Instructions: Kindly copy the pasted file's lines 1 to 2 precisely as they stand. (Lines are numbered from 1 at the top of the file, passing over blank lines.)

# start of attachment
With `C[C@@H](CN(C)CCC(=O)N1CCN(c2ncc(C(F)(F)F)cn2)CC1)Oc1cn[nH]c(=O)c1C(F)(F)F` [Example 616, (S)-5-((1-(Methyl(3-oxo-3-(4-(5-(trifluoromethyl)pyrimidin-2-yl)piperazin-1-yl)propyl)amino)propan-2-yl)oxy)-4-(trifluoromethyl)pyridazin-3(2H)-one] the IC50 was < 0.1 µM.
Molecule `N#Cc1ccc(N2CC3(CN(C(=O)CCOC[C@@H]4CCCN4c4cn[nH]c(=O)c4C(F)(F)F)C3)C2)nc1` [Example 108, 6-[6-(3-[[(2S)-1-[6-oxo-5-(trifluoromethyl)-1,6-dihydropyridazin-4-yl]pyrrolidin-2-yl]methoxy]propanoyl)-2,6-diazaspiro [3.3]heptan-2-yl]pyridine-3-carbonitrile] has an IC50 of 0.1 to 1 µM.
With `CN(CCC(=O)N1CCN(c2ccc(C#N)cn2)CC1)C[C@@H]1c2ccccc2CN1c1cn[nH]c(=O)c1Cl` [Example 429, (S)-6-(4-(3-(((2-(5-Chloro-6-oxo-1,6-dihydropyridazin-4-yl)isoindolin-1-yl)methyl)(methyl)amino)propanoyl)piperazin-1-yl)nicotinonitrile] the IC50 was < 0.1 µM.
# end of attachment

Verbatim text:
With `C[C@@H](CN(C)CCC(=O)N1CCN(c2ncc(C(F)(F)F)cn2)CC1)Oc1cn[nH]c(=O)c1C(F)(F)F` [Example 616, (S)-5-((1-(Methyl(3-oxo-3-(4-(5-(trifluoromethyl)pyrimidin-2-yl)piperazin-1-yl)propyl)amino)propan-2-yl)oxy)-4-(trifluoromethyl)pyridazin-3(2H)-one] the IC50 was < 0.1 µM.
Molecule `N#Cc1ccc(N2CC3(CN(C(=O)CCOC[C@@H]4CCCN4c4cn[nH]c(=O)c4C(F)(F)F)C3)C2)nc1` [Example 108, 6-[6-(3-[[(2S)-1-[6-oxo-5-(trifluoromethyl)-1,6-dihydropyridazin-4-yl]pyrrolidin-2-yl]methoxy]propanoyl)-2,6-diazaspiro [3.3]heptan-2-yl]pyridine-3-carbonitrile] has an IC50 of 0.1 to 1 µM.